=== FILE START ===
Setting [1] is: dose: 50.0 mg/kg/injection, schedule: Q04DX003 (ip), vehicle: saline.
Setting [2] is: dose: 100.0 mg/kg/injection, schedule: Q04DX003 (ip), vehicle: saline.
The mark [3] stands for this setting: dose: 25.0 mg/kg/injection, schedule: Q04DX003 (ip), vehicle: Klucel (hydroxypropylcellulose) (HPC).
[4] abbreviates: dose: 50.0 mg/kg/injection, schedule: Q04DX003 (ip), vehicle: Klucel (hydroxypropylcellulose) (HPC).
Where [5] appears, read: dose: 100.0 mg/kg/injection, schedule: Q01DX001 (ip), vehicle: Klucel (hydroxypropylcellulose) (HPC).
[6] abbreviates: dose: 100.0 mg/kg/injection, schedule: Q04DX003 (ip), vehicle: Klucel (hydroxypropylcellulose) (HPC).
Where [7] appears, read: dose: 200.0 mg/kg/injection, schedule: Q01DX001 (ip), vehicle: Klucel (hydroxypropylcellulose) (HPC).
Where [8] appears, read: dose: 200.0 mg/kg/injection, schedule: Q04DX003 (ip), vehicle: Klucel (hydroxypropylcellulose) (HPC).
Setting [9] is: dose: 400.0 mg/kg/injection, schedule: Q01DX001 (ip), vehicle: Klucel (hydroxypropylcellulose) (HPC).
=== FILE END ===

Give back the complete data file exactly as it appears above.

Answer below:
Setting [1] is: dose: 50.0 mg/kg/injection, schedule: Q04DX003 (ip), vehicle: saline.
Setting [2] is: dose: 100.0 mg/kg/injection, schedule: Q04DX003 (ip), vehicle: saline.
The mark [3] stands for this setting: dose: 25.0 mg/kg/injection, schedule: Q04DX003 (ip), vehicle: Klucel (hydroxypropylcellulose) (HPC).
[4] abbreviates: dose: 50.0 mg/kg/injection, schedule: Q04DX003 (ip), vehicle: Klucel (hydroxypropylcellulose) (HPC).
Where [5] appears, read: dose: 100.0 mg/kg/injection, schedule: Q01DX001 (ip), vehicle: Klucel (hydroxypropylcellulose) (HPC).
[6] abbreviates: dose: 100.0 mg/kg/injection, schedule: Q04DX003 (ip), vehicle: Klucel (hydroxypropylcellulose) (HPC).
Where [7] appears, read: dose: 200.0 mg/kg/injection, schedule: Q01DX001 (ip), vehicle: Klucel (hydroxypropylcellulose) (HPC).
Where [8] appears, read: dose: 200.0 mg/kg/injection, schedule: Q04DX003 (ip), vehicle: Klucel (hydroxypropylcellulose) (HPC).
Setting [9] is: dose: 400.0 mg/kg/injection, schedule: Q01DX001 (ip), vehicle: Klucel (hydroxypropylcellulose) (HPC).